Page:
If there was ever any doubt as to the true intentions of democratic socialists, then look no further than a sobering article in Salon written by two of the movement's most prominent leaders.
In their piece, which is an adaptation of a forthcoming book, writers Micah Uetricht and Meagan Day of Jacobin, a socialist publication, argue that Sen. Bernie Sanders is merely the first step in a broader strategy to push the United States to the far left.
Uetricht and Day posit that the Vermont democratic socialist's presidential campaign is the tip of the spear of what they describe as "a new socialist movement." The two make a case for manipulating "democratic structures and processes" to march the country toward full-scale socialism.
A new socialist movement is cohering in the US, thanks in large part to the popular class politics of Bernie Sanders. But as that movement grows and progresses, it is bound to run into dangerous obstacles and thorny contradictions. The new US socialist movement is without a single "line" or monolithic political position. That's a strength of the movement, since none of us has all the answers. Still, many people in the movement, ourselves included, feel strongly about certain approaches to strategy. One approach we feel strongly about is what we call "the democratic road to socialism," or the idea that we need to make good use of the democratic structures and processes available to us (and to improve and expand them) in order to advance our cause.
While the two note that the American system is inherently designed to work against their cause, to achieve "revolutionary change," Uetricht and Day call for eroding "the power of the capitalist class."
We can accomplish that by, for example, imposing capital controls—measures that stop the free movement of capital in response to changing social and economic conditions.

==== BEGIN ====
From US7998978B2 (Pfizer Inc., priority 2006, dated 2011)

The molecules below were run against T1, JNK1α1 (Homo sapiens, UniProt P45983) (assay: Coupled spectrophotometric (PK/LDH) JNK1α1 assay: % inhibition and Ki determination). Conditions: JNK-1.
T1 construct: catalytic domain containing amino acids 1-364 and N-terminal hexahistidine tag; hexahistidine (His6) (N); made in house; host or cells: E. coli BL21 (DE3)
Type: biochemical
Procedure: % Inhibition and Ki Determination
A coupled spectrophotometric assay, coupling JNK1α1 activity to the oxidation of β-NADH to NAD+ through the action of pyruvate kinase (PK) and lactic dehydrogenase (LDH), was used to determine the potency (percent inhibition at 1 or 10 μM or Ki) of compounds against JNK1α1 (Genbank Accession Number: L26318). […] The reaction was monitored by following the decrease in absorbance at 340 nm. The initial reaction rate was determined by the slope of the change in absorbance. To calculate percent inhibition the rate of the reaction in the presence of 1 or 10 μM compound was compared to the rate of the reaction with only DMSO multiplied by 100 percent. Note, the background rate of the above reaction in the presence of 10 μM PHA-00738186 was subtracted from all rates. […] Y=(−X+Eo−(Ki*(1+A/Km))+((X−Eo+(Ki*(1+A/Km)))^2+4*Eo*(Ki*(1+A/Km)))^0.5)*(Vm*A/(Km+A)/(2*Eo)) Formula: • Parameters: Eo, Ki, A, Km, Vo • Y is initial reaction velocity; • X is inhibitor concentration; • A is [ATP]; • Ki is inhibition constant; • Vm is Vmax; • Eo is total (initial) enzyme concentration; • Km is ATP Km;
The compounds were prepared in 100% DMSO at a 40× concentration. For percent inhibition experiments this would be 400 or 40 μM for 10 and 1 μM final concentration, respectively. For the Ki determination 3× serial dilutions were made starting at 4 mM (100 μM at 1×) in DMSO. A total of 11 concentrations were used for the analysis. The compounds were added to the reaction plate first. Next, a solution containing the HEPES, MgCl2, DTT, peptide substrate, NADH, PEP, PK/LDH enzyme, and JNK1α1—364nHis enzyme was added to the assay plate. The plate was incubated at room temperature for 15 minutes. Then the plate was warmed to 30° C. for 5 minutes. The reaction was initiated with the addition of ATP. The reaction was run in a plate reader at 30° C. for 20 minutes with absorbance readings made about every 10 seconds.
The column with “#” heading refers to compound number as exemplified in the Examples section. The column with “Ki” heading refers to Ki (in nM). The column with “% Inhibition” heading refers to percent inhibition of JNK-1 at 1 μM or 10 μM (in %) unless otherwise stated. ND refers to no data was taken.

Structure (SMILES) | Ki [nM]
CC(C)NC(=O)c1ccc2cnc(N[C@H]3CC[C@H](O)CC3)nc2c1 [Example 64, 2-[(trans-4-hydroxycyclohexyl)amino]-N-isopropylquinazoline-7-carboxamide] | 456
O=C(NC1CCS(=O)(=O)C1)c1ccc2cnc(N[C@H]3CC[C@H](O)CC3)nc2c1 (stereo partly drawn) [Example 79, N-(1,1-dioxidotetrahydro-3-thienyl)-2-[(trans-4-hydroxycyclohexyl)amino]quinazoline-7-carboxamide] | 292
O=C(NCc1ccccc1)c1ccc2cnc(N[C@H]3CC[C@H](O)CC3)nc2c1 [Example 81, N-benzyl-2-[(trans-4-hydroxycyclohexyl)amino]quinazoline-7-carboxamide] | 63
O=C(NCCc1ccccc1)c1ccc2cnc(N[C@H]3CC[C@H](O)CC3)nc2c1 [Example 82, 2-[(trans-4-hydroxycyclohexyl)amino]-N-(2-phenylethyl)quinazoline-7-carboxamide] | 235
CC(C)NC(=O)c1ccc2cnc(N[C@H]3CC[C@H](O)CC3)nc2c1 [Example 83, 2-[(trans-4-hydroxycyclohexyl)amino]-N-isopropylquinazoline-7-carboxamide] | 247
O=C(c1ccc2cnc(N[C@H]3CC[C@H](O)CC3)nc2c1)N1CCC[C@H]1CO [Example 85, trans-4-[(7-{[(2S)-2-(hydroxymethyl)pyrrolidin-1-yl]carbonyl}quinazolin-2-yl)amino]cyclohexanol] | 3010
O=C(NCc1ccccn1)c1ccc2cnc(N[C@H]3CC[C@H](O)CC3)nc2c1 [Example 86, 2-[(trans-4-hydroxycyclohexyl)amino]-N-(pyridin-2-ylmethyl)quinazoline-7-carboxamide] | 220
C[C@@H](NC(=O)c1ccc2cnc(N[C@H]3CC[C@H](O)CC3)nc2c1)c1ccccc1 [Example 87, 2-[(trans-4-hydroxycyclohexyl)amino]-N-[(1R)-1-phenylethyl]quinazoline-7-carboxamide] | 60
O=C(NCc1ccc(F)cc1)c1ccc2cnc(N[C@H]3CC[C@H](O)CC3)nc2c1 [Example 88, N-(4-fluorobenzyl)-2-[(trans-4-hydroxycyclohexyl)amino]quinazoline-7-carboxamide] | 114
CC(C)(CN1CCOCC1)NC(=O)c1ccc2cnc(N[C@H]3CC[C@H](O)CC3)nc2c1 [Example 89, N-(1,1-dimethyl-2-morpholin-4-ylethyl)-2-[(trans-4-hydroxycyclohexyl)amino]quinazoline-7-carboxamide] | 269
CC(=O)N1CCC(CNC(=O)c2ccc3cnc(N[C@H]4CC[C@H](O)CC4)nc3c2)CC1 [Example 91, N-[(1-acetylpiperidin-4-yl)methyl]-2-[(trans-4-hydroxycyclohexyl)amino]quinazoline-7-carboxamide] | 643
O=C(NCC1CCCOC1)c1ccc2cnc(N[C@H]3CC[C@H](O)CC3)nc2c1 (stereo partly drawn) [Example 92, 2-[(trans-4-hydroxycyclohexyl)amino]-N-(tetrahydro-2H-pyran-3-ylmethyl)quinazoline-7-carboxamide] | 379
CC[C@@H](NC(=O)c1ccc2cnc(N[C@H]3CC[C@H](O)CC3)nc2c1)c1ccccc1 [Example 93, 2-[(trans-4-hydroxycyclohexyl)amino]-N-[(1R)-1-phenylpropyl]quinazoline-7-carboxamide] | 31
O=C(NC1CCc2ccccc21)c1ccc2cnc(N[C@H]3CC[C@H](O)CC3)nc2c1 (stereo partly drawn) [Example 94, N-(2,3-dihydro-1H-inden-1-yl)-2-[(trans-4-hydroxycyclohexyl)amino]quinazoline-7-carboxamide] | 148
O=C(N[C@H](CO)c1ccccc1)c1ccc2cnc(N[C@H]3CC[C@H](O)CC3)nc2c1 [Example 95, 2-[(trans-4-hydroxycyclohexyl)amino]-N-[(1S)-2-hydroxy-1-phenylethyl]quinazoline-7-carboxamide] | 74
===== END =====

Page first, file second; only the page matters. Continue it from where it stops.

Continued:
In other words, they call for systemic changes and a "fundamental transformation of the political economy," through a series of economic reforms that would bring the economy under their control and the control of their ideological allies. "To replace capitalism with socialism," an author the pair cites wrote, socialists must achieve the following two goals:
(a) socialists should fight to win a socialist universal suffrage electoral majority in government/parliament and (b) socialists must expect that serious anti-capitalist change will necessarily require extra-parliamentary mass action like a general strike and a revolution to defeat the inevitable sabotage and resistance of the ruling class."
The two also warn that the type of "revolution" they call for could result in bloodshed, though they do not openly call for violence. "To pull off a revolution in our circumstances," Uetricht and Day write, "that popular support would need to be mobilized both inside and outside of government."
Additionally, they caution that though they do not know "the precise sequence of events that will lead us to socialism," achieving "socialist governance" will require "both a mass movement of workers and the formal power to stop capitalists from undermining that movement as it engages in class struggle."
To get there, Uetricht and Day insist on winning elections. "[I]t's not enough for socialists to be a tiny minority in the House of Representatives, or run inspiring but failed campaigns for president, or hold only 10 percent of seats in a city council," they write. Adding, "We don't want simply to fight against some other political majority—we want to become the majority."
In other words, the two seem to caution fellow socialists to put intra-socialist debates aside and focus on winning the presidency. By electing Sanders to the White House, the duo imply their socialist movement will be in a much stronger position to then launch a much broader, full-scale assault on the American free market system and way of life.